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First ever project suggestions? - Starting genetic lab for hobby purposes.


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#16 pito

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Posted 28 June 2015 - 09:11 AM

a -22°C freezer is ok.

It will be ok for shorter term storage of competent cells, but I guess you are not going to store huge amounts of them for a long time.

 

Forget the dry ice, thats too expensive for long term storage, you could use it for a short term, but -22°C will do as well.


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#17 Dr. N00b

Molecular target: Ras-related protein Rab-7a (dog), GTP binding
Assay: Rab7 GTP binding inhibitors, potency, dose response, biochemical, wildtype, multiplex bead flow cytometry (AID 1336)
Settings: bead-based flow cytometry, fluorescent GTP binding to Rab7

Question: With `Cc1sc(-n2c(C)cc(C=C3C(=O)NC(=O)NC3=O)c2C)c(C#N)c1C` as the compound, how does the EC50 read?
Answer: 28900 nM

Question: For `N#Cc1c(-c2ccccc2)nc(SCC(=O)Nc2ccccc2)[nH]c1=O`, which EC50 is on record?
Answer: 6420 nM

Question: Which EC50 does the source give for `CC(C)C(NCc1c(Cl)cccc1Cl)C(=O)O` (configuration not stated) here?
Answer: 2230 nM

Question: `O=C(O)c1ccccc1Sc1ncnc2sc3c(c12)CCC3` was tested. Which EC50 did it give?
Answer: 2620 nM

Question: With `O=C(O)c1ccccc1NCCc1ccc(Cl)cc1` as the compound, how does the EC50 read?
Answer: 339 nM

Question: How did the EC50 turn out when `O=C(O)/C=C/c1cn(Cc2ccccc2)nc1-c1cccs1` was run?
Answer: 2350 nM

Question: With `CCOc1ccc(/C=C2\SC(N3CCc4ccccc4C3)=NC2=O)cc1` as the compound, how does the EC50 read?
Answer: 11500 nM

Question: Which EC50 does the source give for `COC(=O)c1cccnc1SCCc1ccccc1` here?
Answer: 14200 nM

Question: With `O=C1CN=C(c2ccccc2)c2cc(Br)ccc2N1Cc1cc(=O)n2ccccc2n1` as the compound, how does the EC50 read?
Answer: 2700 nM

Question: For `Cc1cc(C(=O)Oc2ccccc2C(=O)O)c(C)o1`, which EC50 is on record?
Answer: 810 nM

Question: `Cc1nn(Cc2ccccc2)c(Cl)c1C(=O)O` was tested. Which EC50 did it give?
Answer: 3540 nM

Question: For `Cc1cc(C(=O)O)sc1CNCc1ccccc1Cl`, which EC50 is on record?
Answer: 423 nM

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Posted 28 June 2015 - 09:18 AM

a -22°C freezer is ok.

It will be ok for shorter term storage of competent cells, but I guess you are not going to store huge amounts of them for a long time.

 

Forget the dry ice, thats too expensive for long term storage, you could use it for a short term, but -22°C will do as well.

Phew! That really saved my day. However... please define "short term"? Is that like... 2 weeks, 2 months, 6 months? what? :)


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#18 pito

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Posted 28 June 2015 - 10:19 AM

hard to tell..

 

Most people keep competent cells in -80°C freezers, however some keep them in -22°C, but for how long? I do not know.

In most labs they just put them in the -80°C...

 

THe general idea or rule is to store them in -80°C freezers (or lower) and most people do not wonder about "what if". However: I know some keep them in -20°C and it worked.